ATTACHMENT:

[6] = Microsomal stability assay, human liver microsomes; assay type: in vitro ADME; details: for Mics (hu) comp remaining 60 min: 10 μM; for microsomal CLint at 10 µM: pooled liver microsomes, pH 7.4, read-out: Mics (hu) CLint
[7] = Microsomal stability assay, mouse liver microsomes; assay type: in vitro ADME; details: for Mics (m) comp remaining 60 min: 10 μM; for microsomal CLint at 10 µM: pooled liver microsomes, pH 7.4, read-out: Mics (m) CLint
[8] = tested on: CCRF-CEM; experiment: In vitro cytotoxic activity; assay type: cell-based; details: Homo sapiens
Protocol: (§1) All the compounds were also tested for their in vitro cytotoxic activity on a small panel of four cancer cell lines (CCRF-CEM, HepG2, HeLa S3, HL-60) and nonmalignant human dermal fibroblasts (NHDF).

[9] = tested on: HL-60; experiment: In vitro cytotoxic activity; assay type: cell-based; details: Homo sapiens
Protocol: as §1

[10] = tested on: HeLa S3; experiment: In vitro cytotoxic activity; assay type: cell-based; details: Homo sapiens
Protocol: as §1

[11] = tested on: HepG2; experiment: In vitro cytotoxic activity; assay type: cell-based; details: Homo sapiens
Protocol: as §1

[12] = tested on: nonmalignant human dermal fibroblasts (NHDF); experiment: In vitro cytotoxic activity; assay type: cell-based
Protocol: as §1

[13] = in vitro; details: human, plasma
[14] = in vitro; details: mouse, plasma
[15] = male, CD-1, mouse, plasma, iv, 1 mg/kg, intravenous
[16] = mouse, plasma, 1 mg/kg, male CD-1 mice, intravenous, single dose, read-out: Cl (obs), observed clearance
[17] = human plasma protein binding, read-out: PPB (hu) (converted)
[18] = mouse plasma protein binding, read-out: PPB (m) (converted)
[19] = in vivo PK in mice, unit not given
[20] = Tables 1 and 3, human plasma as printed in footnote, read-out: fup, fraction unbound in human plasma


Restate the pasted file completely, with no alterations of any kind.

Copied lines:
[6] = Microsomal stability assay, human liver microsomes; assay type: in vitro ADME; details: for Mics (hu) comp remaining 60 min: 10 μM; for microsomal CLint at 10 µM: pooled liver microsomes, pH 7.4, read-out: Mics (hu) CLint
[7] = Microsomal stability assay, mouse liver microsomes; assay type: in vitro ADME; details: for Mics (m) comp remaining 60 min: 10 μM; for microsomal CLint at 10 µM: pooled liver microsomes, pH 7.4, read-out: Mics (m) CLint
[8] = tested on: CCRF-CEM; experiment: In vitro cytotoxic activity; assay type: cell-based; details: Homo sapiens
Protocol: (§1) All the compounds were also tested for their in vitro cytotoxic activity on a small panel of four cancer cell lines (CCRF-CEM, HepG2, HeLa S3, HL-60) and nonmalignant human dermal fibroblasts (NHDF).

[9] = tested on: HL-60; experiment: In vitro cytotoxic activity; assay type: cell-based; details: Homo sapiens
Protocol: as §1

[10] = tested on: HeLa S3; experiment: In vitro cytotoxic activity; assay type: cell-based; details: Homo sapiens
Protocol: as §1

[11] = tested on: HepG2; experiment: In vitro cytotoxic activity; assay type: cell-based; details: Homo sapiens
Protocol: as §1

[12] = tested on: nonmalignant human dermal fibroblasts (NHDF); experiment: In vitro cytotoxic activity; assay type: cell-based
Protocol: as §1

[13] = in vitro; details: human, plasma
[14] = in vitro; details: mouse, plasma
[15] = male, CD-1, mouse, plasma, iv, 1 mg/kg, intravenous
[16] = mouse, plasma, 1 mg/kg, male CD-1 mice, intravenous, single dose, read-out: Cl (obs), observed clearance
[17] = human plasma protein binding, read-out: PPB (hu) (converted)
[18] = mouse plasma protein binding, read-out: PPB (m) (converted)
[19] = in vivo PK in mice, unit not given
[20] = Tables 1 and 3, human plasma as printed in footnote, read-out: fup, fraction unbound in human plasma